365 F.2d 597
Thelma C. CARLIN, Appellant,
John T. STRINGER and Nesbitt Fruit Products, Inc., a California Corporation, Appellees.
United States Court of Appeals Tenth Circuit.
September 7, 1966.
John L. Boyd, Tulsa, Okl. (W. F. Tucker, Jr., and Edgar H. Parks, Tulsa, Okl., with him on the brief), for appellant.
Truman B. Rucker, Tulsa, Okl. (B. W. Tabor and C. D. Tomlins, Tulsa, Okl., with him on the brief), for appellees.
Before LEWIS, BREITENSTEIN, and HILL, Circuit Judges.
DAVID T. LEWIS, Circuit Judge.
In this diversity action, the plaintiff-appellant sought to recover damages for personal injuries to her caused by the negligence of defendants-appellees in an intersection automobile collision on the streets of Tulsa, Oklahoma. Trial was to a jury and resulted in the return of a verdict favoring plaintiff in a modest amount. This appeal is taken from the judgment entered accordingly and contends that the trial court erred in the instructions and also erred in the exercise of the court's procedural control over counsel's arguments to the jury.
The correctness of the court's instructions is dependent upon the substantive law of Oklahoma pertaining to the rights of a married woman to recover for medical expenses occasioned to her through the tort of a wrongdoer. The trial court held that under the circumstances of the instant case such expenses were not subject to recovery and accordingly instructed the jury:
"The plaintiff has been permitted to introduce evidence of the amount of doctor and hospital bills and medical expenses incurred as a result of her injuries. This evidence was admitted only for whatever benefit it might be to the jury in determining the extent and gravity of her injuries, if any. You are instructed that the plaintiff cannot recover doctor and hospital bills and medical expenses in this action, and you are instructed that you should not include such expenses in your verdict."
Plaintiff, both at the time of accident and at time of trial, was a married woman living with her husband. She was unemployed, without separate funds of her own, and dependent upon her husband for payment of all medical expenses. She testified that her injuries had resulted in medical expenses of over $1800, some of which had been paid by her husband and some of which were yet unpaid. When asked whether her husband would continue to pay such expenses she testified:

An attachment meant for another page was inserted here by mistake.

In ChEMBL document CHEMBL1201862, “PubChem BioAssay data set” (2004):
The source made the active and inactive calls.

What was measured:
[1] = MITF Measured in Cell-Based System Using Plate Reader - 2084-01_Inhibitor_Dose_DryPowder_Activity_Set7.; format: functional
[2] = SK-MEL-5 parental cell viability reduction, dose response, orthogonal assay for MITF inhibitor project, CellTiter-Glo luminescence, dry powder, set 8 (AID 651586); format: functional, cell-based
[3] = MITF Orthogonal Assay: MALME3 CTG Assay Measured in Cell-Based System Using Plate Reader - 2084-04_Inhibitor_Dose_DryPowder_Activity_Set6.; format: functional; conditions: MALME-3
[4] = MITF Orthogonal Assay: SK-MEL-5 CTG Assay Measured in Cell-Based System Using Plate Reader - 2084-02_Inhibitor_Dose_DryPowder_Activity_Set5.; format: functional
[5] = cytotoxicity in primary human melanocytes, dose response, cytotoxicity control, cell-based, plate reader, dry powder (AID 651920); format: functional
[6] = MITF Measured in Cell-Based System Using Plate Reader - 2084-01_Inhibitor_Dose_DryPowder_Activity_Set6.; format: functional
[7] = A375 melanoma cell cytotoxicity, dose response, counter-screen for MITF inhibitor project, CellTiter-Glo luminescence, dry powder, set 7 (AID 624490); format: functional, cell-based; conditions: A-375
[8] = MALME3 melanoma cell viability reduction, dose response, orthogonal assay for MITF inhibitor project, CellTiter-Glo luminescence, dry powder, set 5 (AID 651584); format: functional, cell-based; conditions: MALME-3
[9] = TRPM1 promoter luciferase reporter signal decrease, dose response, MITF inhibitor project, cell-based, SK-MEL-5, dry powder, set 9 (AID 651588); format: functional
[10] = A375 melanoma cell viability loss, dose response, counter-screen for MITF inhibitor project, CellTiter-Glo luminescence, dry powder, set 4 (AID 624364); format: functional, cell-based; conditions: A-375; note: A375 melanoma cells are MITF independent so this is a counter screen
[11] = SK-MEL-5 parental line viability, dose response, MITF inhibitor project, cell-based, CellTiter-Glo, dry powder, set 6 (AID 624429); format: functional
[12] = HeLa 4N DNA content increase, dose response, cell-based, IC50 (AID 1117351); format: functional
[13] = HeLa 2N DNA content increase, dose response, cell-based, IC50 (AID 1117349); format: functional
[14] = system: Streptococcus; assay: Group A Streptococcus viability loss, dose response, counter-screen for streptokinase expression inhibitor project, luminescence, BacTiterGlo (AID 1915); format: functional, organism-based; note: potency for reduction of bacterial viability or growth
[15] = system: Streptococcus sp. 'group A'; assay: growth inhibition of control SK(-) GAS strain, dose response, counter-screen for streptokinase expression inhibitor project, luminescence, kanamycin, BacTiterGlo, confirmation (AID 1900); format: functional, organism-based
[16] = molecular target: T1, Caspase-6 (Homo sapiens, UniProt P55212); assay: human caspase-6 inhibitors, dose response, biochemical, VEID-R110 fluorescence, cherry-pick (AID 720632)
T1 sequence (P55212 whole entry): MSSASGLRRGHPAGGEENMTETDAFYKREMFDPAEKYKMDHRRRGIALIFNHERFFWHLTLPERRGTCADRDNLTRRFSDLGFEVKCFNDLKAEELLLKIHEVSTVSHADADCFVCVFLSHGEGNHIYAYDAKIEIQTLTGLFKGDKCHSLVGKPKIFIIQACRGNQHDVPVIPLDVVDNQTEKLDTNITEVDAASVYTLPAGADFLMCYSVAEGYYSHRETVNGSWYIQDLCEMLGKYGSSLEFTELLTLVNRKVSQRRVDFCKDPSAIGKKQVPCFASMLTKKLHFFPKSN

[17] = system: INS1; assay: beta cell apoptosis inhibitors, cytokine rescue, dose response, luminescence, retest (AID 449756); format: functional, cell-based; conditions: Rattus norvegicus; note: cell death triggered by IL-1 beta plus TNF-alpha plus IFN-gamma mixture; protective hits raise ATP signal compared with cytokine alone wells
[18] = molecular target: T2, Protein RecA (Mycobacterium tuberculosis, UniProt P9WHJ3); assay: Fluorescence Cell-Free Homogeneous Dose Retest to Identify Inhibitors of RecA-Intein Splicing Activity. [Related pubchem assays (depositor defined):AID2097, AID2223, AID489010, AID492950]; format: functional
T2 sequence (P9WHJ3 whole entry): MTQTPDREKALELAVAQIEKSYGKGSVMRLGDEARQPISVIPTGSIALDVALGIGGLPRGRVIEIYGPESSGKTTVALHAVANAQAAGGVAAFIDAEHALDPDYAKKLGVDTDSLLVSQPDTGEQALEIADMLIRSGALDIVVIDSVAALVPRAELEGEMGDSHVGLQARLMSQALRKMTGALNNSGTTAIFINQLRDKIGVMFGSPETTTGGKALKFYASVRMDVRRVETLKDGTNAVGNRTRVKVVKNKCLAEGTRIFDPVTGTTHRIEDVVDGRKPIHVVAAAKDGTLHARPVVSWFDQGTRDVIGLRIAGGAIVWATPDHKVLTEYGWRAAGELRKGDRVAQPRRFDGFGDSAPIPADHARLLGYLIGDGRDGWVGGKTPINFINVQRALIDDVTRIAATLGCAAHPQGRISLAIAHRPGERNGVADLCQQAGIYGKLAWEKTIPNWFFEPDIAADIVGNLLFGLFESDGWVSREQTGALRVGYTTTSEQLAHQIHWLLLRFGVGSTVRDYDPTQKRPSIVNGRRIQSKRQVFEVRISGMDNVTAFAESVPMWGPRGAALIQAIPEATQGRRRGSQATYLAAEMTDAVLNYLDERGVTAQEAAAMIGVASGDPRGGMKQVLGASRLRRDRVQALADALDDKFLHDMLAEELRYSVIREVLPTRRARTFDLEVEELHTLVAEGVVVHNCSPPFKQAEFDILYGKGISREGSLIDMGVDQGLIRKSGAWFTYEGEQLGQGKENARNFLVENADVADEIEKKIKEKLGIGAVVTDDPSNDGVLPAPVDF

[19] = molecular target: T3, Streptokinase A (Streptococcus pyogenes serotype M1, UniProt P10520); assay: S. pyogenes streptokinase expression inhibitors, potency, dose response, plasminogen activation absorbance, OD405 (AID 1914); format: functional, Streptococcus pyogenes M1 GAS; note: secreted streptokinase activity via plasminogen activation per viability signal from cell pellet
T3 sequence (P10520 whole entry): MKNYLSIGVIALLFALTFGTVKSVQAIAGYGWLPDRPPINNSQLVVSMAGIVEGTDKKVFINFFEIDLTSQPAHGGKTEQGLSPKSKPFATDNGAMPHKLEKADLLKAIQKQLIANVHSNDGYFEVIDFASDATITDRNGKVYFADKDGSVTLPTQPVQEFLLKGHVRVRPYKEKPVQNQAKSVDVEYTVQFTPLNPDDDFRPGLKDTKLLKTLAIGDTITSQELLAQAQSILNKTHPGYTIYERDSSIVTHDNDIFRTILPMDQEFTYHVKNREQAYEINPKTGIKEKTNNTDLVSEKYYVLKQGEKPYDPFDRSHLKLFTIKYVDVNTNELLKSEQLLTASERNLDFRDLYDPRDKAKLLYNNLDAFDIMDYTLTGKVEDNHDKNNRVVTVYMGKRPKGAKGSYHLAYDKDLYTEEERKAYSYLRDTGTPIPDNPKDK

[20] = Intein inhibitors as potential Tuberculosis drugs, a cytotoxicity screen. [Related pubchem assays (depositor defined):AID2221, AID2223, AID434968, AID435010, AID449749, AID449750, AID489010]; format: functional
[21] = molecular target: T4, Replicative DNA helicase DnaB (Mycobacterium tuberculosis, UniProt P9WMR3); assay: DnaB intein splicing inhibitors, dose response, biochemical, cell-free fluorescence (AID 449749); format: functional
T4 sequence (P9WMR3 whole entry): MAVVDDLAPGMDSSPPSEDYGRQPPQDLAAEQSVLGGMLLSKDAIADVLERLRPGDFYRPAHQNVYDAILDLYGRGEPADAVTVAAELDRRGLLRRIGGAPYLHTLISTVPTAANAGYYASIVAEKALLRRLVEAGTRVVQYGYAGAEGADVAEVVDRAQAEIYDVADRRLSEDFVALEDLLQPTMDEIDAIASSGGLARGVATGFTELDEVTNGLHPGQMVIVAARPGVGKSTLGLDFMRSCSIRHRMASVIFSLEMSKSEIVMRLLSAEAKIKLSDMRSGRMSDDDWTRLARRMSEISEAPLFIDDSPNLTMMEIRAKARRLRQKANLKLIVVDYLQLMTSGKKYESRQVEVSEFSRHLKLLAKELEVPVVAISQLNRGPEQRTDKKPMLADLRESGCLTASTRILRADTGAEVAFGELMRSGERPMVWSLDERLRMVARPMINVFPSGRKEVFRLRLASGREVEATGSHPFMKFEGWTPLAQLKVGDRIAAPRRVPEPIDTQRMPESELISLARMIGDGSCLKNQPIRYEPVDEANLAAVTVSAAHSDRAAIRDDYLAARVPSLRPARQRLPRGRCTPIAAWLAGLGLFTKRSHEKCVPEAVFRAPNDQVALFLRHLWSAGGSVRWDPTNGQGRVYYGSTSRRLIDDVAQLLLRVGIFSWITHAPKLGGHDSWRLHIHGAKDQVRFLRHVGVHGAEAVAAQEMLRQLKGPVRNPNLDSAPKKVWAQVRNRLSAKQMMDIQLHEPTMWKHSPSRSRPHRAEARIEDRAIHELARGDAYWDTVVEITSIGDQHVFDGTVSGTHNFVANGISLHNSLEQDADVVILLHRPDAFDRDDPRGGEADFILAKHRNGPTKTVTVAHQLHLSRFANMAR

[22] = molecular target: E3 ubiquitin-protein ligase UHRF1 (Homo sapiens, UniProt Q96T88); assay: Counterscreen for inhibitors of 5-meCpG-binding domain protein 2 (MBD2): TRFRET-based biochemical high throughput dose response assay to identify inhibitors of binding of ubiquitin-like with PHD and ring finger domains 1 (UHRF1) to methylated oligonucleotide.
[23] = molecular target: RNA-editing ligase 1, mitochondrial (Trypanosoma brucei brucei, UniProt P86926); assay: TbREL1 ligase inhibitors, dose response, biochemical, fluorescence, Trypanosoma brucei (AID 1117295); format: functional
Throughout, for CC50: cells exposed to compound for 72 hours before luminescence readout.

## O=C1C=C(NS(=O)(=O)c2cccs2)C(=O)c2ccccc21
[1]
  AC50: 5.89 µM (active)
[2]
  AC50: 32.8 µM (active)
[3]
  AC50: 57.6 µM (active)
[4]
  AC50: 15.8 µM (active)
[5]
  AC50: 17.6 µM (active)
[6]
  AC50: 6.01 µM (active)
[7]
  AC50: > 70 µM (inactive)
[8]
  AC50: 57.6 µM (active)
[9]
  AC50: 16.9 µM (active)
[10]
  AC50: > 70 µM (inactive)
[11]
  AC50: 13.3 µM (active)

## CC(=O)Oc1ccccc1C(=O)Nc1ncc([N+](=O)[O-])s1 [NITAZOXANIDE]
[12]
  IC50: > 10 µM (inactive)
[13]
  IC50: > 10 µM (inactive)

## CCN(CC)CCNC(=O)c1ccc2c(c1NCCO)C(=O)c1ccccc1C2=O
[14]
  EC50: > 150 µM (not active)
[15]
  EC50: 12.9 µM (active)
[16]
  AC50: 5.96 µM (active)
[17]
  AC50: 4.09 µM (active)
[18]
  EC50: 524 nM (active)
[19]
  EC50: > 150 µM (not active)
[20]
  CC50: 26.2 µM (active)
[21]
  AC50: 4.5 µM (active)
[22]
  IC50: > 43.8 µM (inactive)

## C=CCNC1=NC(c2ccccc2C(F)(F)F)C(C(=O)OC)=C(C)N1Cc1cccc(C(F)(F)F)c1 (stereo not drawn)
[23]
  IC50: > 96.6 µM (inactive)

"I imagine he will. Unless something happens to him and then I will have to."
Although Oklahoma has by statute granted to married women the right to recover in their own name for injuries to their person, Title 32, O.S.A. sec. 15, and to sue and be sued as if unmarried, Title 12, O.S.A. section 224, these statutes have never been construed to allow to a totally dependent married woman the recovery of the special damages of medical expenses. As early as 1925 the Supreme Court of Oklahoma stated:
"As to the items of expenses for physician, medicine, etc., we think, under the general rule, the defendant is correct in its contention that they are not proper items of damages in a case of this kind, where they are not paid by plaintiff at the time the action is brought, and where she is a married woman and lives with her husband." St. Louis-San Francisco Ry. Co. v. Loftus, 109 Okl. 141, 234 P. 607, 610.
And as recently as January 4, 1966, the high Oklahoma court has had occasion to review its own decisions upon this repetitive issue and to indicate that recovery of medical expenses by a married woman is proper only when an exception to marital dependency is existent. In J. C. Penney Co. v. Barrientez, Okl., 411 P.2d 842, 851-852, the court allowed recovery of medical expenses but premised its decision upon the fact that plaintiff, a married woman, had specifically agreed to pay the expenses and had the ability to do so. These factors are not present in the case at bar but, as we have indicated, are actually negatived. We hold that the trial court's instruction was in accord with Oklahoma law.1
Plaintiff's other contention of error is without merit. By agreement, the parties had been allotted fifteen minutes each for argument to the jury. Plaintiff elected to take ten minutes to open and to reserve five minutes to close. At the conclusion of plaintiff's opening argument, counsel for the defendants waived his right to argue to the jury. The trial court indicated that under the rules of that court the defendants' waiver concluded the right of all parties to further address the jury. No objection was taken by plaintiff to this procedure which is now presented as error.
Although we have been referred to no written rule in the Northern District of Oklahoma, and know of no such rule, that is applicable to waiver of argument to a jury, this record indicates a custom that may be frequently applied. Such a practice is neither unusual nor necessarily improper unless applied inflexibly. Supervision of oral argument is part of the procedural conduct of the trial and is primarily entrusted to the discretion of the trial court. McDonald et ux. v. United Airlines, Inc., 10 Cir., decided September 6, 1966, 365 F.2d 593. Such supervision must prevent a truly prejudicial result occasioned by surprise or any manifest injustice. However, in the case at bar we find no abuse of discretion upon the part of the trial court. The trial had been very short, the defendants having admitted liability and having offered no evidence on the single issue of damages. Plaintiff's opening argument dealt fully with the question of damages and defendants had advanced no affirmative position of any kind. The trial court could properly limit oral argument in the manner done.
Plaintiff's argument that the Oklahoma rule is archaic in concept, leads to multiple suits, and ignores "the economic facts of life" is not properly directed to this court